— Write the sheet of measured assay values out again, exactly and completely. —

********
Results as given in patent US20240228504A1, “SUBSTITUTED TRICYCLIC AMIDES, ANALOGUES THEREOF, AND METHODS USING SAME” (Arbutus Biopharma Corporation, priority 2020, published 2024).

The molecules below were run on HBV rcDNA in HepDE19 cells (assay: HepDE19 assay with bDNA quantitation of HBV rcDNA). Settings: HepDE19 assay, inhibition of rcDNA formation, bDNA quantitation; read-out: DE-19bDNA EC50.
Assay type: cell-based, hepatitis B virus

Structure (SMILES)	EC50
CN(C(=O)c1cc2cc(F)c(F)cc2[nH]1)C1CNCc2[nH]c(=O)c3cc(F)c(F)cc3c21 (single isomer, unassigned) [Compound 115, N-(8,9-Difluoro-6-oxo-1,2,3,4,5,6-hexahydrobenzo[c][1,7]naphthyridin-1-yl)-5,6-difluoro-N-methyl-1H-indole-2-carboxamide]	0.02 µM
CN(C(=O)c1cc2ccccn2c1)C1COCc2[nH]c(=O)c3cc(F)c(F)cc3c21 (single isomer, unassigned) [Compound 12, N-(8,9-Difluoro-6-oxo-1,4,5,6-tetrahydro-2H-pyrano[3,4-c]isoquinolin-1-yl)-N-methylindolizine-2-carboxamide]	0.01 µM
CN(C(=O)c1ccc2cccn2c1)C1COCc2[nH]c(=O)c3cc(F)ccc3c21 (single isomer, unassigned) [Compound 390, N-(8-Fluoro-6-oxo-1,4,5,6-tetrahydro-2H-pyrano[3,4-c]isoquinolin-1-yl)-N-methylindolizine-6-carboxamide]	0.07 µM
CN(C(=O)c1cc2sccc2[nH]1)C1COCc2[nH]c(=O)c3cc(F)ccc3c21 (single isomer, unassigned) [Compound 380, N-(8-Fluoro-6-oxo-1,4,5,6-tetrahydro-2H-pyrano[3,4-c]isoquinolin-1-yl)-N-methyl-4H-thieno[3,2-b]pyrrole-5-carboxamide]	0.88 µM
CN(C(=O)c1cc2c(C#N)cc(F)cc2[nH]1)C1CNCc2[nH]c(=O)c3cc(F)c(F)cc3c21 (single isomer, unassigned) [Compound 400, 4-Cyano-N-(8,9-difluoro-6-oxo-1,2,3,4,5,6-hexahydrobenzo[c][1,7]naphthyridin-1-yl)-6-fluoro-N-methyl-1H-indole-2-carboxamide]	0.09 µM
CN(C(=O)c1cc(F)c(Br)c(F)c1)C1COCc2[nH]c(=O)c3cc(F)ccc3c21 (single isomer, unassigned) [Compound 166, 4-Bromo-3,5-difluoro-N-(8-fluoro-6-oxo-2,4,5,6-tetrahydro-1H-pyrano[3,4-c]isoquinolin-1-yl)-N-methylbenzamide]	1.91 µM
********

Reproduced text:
Results as given in patent US20240228504A1, “SUBSTITUTED TRICYCLIC AMIDES, ANALOGUES THEREOF, AND METHODS USING SAME” (Arbutus Biopharma Corporation, priority 2020, published 2024).

The molecules below were run on HBV rcDNA in HepDE19 cells (assay: HepDE19 assay with bDNA quantitation of HBV rcDNA). Settings: HepDE19 assay, inhibition of rcDNA formation, bDNA quantitation; read-out: DE-19bDNA EC50.
Assay type: cell-based, hepatitis B virus

Structure (SMILES)	EC50
CN(C(=O)c1cc2cc(F)c(F)cc2[nH]1)C1CNCc2[nH]c(=O)c3cc(F)c(F)cc3c21 (single isomer, unassigned) [Compound 115, N-(8,9-Difluoro-6-oxo-1,2,3,4,5,6-hexahydrobenzo[c][1,7]naphthyridin-1-yl)-5,6-difluoro-N-methyl-1H-indole-2-carboxamide]	0.02 µM
CN(C(=O)c1cc2ccccn2c1)C1COCc2[nH]c(=O)c3cc(F)c(F)cc3c21 (single isomer, unassigned) [Compound 12, N-(8,9-Difluoro-6-oxo-1,4,5,6-tetrahydro-2H-pyrano[3,4-c]isoquinolin-1-yl)-N-methylindolizine-2-carboxamide]	0.01 µM
CN(C(=O)c1ccc2cccn2c1)C1COCc2[nH]c(=O)c3cc(F)ccc3c21 (single isomer, unassigned) [Compound 390, N-(8-Fluoro-6-oxo-1,4,5,6-tetrahydro-2H-pyrano[3,4-c]isoquinolin-1-yl)-N-methylindolizine-6-carboxamide]	0.07 µM
CN(C(=O)c1cc2sccc2[nH]1)C1COCc2[nH]c(=O)c3cc(F)ccc3c21 (single isomer, unassigned) [Compound 380, N-(8-Fluoro-6-oxo-1,4,5,6-tetrahydro-2H-pyrano[3,4-c]isoquinolin-1-yl)-N-methyl-4H-thieno[3,2-b]pyrrole-5-carboxamide]	0.88 µM
CN(C(=O)c1cc2c(C#N)cc(F)cc2[nH]1)C1CNCc2[nH]c(=O)c3cc(F)c(F)cc3c21 (single isomer, unassigned) [Compound 400, 4-Cyano-N-(8,9-difluoro-6-oxo-1,2,3,4,5,6-hexahydrobenzo[c][1,7]naphthyridin-1-yl)-6-fluoro-N-methyl-1H-indole-2-carboxamide]	0.09 µM
CN(C(=O)c1cc(F)c(Br)c(F)c1)C1COCc2[nH]c(=O)c3cc(F)ccc3c21 (single isomer, unassigned) [Compound 166, 4-Bromo-3,5-difluoro-N-(8-fluoro-6-oxo-2,4,5,6-tetrahydro-1H-pyrano[3,4-c]isoquinolin-1-yl)-N-methylbenzamide]	1.91 µM